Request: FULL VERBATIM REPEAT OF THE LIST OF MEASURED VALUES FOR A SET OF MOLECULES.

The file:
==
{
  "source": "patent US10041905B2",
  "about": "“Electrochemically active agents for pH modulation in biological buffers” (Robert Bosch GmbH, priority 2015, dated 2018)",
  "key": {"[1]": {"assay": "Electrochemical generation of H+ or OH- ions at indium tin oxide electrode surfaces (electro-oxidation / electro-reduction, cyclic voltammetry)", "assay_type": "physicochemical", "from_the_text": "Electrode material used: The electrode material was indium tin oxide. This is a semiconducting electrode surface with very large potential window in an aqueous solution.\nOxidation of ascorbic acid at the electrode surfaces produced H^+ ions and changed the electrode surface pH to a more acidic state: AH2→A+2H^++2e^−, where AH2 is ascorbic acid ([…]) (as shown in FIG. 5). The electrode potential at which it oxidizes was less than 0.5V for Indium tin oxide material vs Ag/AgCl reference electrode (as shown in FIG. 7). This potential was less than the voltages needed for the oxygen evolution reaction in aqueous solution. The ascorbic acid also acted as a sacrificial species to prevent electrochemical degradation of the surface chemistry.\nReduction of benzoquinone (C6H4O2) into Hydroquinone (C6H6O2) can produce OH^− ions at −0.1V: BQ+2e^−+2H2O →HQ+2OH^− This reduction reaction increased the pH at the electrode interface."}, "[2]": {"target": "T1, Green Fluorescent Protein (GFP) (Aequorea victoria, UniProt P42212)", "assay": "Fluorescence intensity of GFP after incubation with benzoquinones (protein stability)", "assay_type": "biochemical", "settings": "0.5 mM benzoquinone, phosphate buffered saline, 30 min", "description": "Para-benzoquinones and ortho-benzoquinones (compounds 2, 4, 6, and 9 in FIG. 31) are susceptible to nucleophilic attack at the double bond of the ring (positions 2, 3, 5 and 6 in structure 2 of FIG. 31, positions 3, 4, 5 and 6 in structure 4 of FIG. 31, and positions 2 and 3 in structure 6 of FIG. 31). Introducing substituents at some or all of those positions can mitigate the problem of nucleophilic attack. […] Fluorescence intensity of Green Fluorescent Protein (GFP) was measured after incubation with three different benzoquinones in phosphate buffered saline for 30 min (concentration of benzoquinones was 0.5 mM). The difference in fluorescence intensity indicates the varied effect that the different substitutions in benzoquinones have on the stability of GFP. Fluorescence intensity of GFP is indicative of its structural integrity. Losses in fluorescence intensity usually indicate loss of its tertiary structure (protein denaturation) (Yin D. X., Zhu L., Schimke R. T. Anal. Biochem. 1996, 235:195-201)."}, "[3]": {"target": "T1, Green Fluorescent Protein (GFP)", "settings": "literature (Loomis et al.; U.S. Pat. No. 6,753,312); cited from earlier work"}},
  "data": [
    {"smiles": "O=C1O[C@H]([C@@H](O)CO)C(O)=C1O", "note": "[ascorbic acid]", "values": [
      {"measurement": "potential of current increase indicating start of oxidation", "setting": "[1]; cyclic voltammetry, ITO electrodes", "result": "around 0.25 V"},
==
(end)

{
  "source": "patent US10041905B2",
  "about": "“Electrochemically active agents for pH modulation in biological buffers” (Robert Bosch GmbH, priority 2015, dated 2018)",
  "key": {"[1]": {"assay": "Electrochemical generation of H+ or OH- ions at indium tin oxide electrode surfaces (electro-oxidation / electro-reduction, cyclic voltammetry)", "assay_type": "physicochemical", "from_the_text": "Electrode material used: The electrode material was indium tin oxide. This is a semiconducting electrode surface with very large potential window in an aqueous solution.\nOxidation of ascorbic acid at the electrode surfaces produced H^+ ions and changed the electrode surface pH to a more acidic state: AH2→A+2H^++2e^−, where AH2 is ascorbic acid ([…]) (as shown in FIG. 5). The electrode potential at which it oxidizes was less than 0.5V for Indium tin oxide material vs Ag/AgCl reference electrode (as shown in FIG. 7). This potential was less than the voltages needed for the oxygen evolution reaction in aqueous solution. The ascorbic acid also acted as a sacrificial species to prevent electrochemical degradation of the surface chemistry.\nReduction of benzoquinone (C6H4O2) into Hydroquinone (C6H6O2) can produce OH^− ions at −0.1V: BQ+2e^−+2H2O →HQ+2OH^− This reduction reaction increased the pH at the electrode interface."}, "[2]": {"target": "T1, Green Fluorescent Protein (GFP) (Aequorea victoria, UniProt P42212)", "assay": "Fluorescence intensity of GFP after incubation with benzoquinones (protein stability)", "assay_type": "biochemical", "settings": "0.5 mM benzoquinone, phosphate buffered saline, 30 min", "description": "Para-benzoquinones and ortho-benzoquinones (compounds 2, 4, 6, and 9 in FIG. 31) are susceptible to nucleophilic attack at the double bond of the ring (positions 2, 3, 5 and 6 in structure 2 of FIG. 31, positions 3, 4, 5 and 6 in structure 4 of FIG. 31, and positions 2 and 3 in structure 6 of FIG. 31). Introducing substituents at some or all of those positions can mitigate the problem of nucleophilic attack. […] Fluorescence intensity of Green Fluorescent Protein (GFP) was measured after incubation with three different benzoquinones in phosphate buffered saline for 30 min (concentration of benzoquinones was 0.5 mM). The difference in fluorescence intensity indicates the varied effect that the different substitutions in benzoquinones have on the stability of GFP. Fluorescence intensity of GFP is indicative of its structural integrity. Losses in fluorescence intensity usually indicate loss of its tertiary structure (protein denaturation) (Yin D. X., Zhu L., Schimke R. T. Anal. Biochem. 1996, 235:195-201)."}, "[3]": {"target": "T1, Green Fluorescent Protein (GFP)", "settings": "literature (Loomis et al.; U.S. Pat. No. 6,753,312); cited from earlier work"}},
  "data": [
    {"smiles": "O=C1O[C@H]([C@@H](O)CO)C(O)=C1O", "note": "[ascorbic acid]", "values": [
      {"measurement": "potential of current increase indicating start of oxidation", "setting": "[1]; cyclic voltammetry, ITO electrodes", "result": "around 0.25 V"},